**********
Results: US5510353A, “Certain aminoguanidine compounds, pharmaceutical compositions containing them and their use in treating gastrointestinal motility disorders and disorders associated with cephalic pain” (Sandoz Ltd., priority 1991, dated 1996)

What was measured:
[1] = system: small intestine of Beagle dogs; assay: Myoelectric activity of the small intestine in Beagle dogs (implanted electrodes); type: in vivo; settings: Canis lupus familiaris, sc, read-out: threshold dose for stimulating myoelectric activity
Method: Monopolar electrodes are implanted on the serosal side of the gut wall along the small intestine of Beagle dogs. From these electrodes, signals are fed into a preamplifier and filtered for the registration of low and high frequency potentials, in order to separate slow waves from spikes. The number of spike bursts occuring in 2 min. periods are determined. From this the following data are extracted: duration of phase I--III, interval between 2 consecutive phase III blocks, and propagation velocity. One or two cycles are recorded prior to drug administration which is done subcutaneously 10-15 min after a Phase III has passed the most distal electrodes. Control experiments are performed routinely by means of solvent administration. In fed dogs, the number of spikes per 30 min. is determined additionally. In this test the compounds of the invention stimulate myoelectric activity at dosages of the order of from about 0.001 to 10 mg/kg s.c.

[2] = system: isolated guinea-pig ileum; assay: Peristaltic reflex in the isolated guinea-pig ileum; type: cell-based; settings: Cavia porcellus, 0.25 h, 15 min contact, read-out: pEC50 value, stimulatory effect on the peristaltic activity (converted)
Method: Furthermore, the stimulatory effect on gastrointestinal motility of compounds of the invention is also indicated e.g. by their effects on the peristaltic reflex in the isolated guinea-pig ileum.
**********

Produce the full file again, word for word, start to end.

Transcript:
Results: US5510353A, “Certain aminoguanidine compounds, pharmaceutical compositions containing them and their use in treating gastrointestinal motility disorders and disorders associated with cephalic pain” (Sandoz Ltd., priority 1991, dated 1996)

What was measured:
[1] = system: small intestine of Beagle dogs; assay: Myoelectric activity of the small intestine in Beagle dogs (implanted electrodes); type: in vivo; settings: Canis lupus familiaris, sc, read-out: threshold dose for stimulating myoelectric activity
Method: Monopolar electrodes are implanted on the serosal side of the gut wall along the small intestine of Beagle dogs. From these electrodes, signals are fed into a preamplifier and filtered for the registration of low and high frequency potentials, in order to separate slow waves from spikes. The number of spike bursts occuring in 2 min. periods are determined. From this the following data are extracted: duration of phase I--III, interval between 2 consecutive phase III blocks, and propagation velocity. One or two cycles are recorded prior to drug administration which is done subcutaneously 10-15 min after a Phase III has passed the most distal electrodes. Control experiments are performed routinely by means of solvent administration. In fed dogs, the number of spikes per 30 min. is determined additionally. In this test the compounds of the invention stimulate myoelectric activity at dosages of the order of from about 0.001 to 10 mg/kg s.c.

[2] = system: isolated guinea-pig ileum; assay: Peristaltic reflex in the isolated guinea-pig ileum; type: cell-based; settings: Cavia porcellus, 0.25 h, 15 min contact, read-out: pEC50 value, stimulatory effect on the peristaltic activity (converted)
Method: Furthermore, the stimulatory effect on gastrointestinal motility of compounds of the invention is also indicated e.g. by their effects on the peristaltic reflex in the isolated guinea-pig ileum.